Sometimes I take my deepest sentiments and try to represent them in a light way.
– Zahra Marwan
In this episode of the Gallery Girl podcast, we’re joined by Zahra Marwan, a Kuwaiti artist who grew up between two very different deserts: Kuwait and New Mexico.
“I thought my upbringing was pretty normal, until I grew up and realised not many people grow up between two different cultures”, says Zahra, “Not a lot of Kuwaiti people live in New Mexico.” And, after living between desserts, she decided to study in Paris and then in Lyon.
Growing up, Zahra had an uncle who was a painter, with much of Zahra’s work centring around family stories and story-telling. “I suppose there are a lot of family stories to feel more grounded”, says Zahra, though she is inspired by day-to-day conversations, especially those she cares about.
Zahra has just put the finishing touches on a book tentatively called Home, about not wanting to leave Kuwait as a child and moving to New Mexico. “It contradicts the regular immigrant experience”, she explains, “I was very welcomed here.”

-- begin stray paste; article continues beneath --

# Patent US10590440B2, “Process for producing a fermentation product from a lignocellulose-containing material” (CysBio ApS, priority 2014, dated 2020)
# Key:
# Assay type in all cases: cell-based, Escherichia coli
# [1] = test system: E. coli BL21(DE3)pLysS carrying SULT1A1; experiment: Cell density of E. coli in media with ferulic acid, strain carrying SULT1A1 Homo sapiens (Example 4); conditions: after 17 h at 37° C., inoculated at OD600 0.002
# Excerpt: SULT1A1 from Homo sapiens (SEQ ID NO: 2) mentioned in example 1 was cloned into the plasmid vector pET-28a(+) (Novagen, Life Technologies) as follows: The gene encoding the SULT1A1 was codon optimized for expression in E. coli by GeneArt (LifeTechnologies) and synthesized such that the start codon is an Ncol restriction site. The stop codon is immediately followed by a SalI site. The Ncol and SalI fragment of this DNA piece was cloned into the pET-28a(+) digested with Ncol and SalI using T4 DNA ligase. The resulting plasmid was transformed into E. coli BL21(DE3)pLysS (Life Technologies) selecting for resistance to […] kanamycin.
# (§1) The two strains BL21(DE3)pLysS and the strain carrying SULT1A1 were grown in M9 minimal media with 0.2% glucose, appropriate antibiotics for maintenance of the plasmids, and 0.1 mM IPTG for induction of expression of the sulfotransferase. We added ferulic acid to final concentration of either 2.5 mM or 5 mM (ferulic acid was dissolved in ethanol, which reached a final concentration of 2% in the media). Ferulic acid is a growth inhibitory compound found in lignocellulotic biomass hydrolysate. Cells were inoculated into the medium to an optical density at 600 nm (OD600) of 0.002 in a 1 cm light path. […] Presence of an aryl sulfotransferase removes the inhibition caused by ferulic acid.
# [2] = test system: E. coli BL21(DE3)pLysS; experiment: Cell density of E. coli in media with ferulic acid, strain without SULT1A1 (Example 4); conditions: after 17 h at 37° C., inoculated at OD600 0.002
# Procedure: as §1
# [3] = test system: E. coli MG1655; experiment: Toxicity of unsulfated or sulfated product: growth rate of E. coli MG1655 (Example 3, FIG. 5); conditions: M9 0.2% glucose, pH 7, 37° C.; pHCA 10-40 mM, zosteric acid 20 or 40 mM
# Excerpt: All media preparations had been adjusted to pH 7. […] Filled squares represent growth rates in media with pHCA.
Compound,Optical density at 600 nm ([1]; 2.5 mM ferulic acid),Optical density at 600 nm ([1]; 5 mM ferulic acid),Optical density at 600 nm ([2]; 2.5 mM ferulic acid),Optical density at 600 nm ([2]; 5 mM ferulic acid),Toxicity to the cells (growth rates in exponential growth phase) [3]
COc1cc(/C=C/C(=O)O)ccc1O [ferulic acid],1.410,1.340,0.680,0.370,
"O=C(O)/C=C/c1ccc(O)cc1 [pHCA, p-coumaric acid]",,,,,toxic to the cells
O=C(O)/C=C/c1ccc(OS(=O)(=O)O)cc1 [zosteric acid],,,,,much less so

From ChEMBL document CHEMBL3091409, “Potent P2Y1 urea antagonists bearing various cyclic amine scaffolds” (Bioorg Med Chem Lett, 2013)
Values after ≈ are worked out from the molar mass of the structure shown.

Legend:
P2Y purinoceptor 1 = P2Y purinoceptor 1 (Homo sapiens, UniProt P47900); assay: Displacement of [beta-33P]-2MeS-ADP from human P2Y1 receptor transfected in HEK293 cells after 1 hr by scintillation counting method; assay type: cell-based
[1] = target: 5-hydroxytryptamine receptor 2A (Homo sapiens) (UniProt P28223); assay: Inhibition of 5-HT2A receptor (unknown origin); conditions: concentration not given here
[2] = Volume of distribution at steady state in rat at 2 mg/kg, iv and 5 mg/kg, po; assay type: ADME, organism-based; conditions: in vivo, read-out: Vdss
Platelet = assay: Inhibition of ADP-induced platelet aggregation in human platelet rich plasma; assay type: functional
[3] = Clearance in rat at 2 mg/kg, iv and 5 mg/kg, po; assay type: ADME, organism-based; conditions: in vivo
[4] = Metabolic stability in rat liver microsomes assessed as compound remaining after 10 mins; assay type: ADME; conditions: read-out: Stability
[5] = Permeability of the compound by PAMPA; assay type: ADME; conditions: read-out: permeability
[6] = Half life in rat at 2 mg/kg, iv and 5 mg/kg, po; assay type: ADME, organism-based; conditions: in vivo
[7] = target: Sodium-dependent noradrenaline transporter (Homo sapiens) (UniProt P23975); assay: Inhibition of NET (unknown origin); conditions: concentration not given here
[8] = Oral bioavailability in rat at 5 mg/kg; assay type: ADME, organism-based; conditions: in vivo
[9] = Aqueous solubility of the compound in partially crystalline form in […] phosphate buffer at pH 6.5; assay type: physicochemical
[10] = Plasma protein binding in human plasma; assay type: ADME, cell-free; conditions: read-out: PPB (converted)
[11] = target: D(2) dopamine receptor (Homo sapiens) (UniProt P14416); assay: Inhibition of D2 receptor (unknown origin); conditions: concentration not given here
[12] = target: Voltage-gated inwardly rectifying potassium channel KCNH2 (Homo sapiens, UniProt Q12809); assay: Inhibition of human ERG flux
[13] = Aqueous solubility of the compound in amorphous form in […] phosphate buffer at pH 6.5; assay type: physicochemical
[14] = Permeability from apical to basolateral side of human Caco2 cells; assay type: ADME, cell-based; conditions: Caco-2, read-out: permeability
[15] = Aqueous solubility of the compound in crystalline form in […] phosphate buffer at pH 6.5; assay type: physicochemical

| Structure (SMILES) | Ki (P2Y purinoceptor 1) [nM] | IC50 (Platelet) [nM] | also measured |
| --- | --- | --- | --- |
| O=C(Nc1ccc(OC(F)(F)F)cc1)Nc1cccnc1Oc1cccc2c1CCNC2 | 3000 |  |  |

One thing that is special about Zahra’s work, is its endearing and childlike quality. “There’s a certain light-hearted feeling in watercolour”, she says, “The people are very simple, they always have triangle noses and dot eyes.” And speaking of watercolour, Zahra likes the medium because she can add layers.
During lockdown, Zahra’s been drawing from home. Speaking of the work she produced during this time, Zahra says that it has become more focused on memory as opposed to things she’s been seeing.
In the future, she is hopefully having an exhibition in Florence next April, as well as making some work for a hot air balloon festival in New Mexico. Zahra also hopes to create more picture books.